Following a three-month boycott and threat of boycotting the forthcoming parliamentary elections, the opposition Democratic Party and the ruling Socialist Party have reached an agreement. As a result, Parliament, dissolved in early May as required by the constitution ahead of an election, held a special session to vote for the bill that established the agency to scrutinise judges and remove corrupt magistrates from power. The creation of such an agency is the first step towards an independent judiciary, a key requirement for the EU membership process. Parliament also approved a Cabinet reshuffle. Indeed, Prime Minister Edi Rama of the Socialist Party agreed to give seven ministerial posts to the main opposition party, the Democratic Party, including the Interior, Justice, Education and Finance ministries. The opposition will also have a chair on the Electoral Commission. The general election will be postponed by a week, to 25 June.    

Impact on country risk

The agreement is a crucial step for preparing the forthcoming parliamentary elections. Following the election, it remains to be seen whether the new government will continue to pursue prudent macroeconomic policies put in place by the current government. Indeed, over the past few years and under the auspices of an IMF programme that ended in February 2017, the authorities have implemented various structural reforms aimed at strengthening economic growth – which is expected to reach 3.7% this year according to the IMF World Economic Outlook (April 2017) – and correct large macroeconomic imbalances. Public debt increased rapidly between 2011 and 2015 and peaked at 73.7% of GDP in 2015, a high level. However, since 2016 it has been on a downward trend due to the efforts of the authorities to control public finances – the primary balance was even in surplus in 2016, the first surplus since 2010. The reforms of the unsustainable pension system and unviable electricity sector have advanced considerably according to the IMF, putting less strain on public finances. The current-account deficit continues to widen from 10.8% of GDP in 2015 to 13.7% expected in 2017. However, it is partly due to due to import-intensive foreign direct investment in the energy sector. The gross external debt has been on a downward path since 2016 but remains high (at around 70% of GDP in 2016). Short-term debt is also on the decline but remains high, which is a key factor that weighs on the short-term political risk (currently in category 3), which represents the liquidity of a country. On the positive side, the foreign exchange reserves covered more than five months of imports, a sufficient level, and are relatively stable.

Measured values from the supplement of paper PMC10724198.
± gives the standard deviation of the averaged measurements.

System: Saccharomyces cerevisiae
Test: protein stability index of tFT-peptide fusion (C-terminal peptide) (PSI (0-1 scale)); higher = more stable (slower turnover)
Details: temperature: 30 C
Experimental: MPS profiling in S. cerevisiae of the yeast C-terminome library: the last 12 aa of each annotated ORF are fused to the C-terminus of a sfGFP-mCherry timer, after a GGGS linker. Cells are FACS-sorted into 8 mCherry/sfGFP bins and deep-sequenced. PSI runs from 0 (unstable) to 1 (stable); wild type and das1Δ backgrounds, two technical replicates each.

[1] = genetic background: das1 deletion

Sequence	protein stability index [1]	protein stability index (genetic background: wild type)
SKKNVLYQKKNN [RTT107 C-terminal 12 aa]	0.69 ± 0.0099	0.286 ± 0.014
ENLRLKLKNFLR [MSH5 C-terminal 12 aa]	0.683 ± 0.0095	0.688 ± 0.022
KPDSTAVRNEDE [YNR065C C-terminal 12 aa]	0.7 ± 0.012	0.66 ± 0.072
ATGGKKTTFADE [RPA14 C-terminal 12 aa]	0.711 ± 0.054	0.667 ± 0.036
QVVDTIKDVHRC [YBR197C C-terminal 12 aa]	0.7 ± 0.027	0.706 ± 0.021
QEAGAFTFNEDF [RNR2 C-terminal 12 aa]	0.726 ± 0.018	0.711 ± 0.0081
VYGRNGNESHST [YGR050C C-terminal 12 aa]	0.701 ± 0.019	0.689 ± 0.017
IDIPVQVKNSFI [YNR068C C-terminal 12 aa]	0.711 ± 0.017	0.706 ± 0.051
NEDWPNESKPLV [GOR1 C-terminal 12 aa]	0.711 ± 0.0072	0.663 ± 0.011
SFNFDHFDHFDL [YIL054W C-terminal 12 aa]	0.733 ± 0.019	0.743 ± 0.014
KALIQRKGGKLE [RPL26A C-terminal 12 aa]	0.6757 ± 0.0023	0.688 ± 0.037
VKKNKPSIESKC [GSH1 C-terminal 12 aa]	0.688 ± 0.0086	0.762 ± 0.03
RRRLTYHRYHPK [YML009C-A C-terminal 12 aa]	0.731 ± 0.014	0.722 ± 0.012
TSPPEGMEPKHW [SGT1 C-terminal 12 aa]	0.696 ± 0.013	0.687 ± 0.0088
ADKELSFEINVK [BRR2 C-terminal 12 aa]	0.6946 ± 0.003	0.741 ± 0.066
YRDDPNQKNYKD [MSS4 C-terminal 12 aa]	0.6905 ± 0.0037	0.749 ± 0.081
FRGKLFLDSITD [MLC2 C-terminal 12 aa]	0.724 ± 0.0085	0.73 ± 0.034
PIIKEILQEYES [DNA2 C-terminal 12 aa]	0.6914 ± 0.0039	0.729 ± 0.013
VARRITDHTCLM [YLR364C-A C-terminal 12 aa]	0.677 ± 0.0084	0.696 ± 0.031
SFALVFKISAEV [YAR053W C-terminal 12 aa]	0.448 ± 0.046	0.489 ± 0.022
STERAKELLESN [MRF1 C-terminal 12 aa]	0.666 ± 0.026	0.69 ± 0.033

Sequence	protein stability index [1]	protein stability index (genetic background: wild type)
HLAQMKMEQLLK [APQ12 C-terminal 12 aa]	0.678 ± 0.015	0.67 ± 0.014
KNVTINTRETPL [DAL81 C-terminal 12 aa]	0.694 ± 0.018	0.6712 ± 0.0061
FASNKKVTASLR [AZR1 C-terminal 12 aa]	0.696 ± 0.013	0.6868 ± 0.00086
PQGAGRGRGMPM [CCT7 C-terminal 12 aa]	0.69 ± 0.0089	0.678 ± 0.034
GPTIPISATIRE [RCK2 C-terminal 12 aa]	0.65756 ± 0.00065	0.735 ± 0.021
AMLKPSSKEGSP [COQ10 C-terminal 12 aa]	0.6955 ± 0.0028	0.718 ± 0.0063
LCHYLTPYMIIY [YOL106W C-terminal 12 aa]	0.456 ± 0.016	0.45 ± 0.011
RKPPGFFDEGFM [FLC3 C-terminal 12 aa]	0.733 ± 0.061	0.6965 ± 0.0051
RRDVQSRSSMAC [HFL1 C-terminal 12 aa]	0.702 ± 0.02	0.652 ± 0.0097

Analyst: Pascaline della Faille, p.dellafaille@credendo.com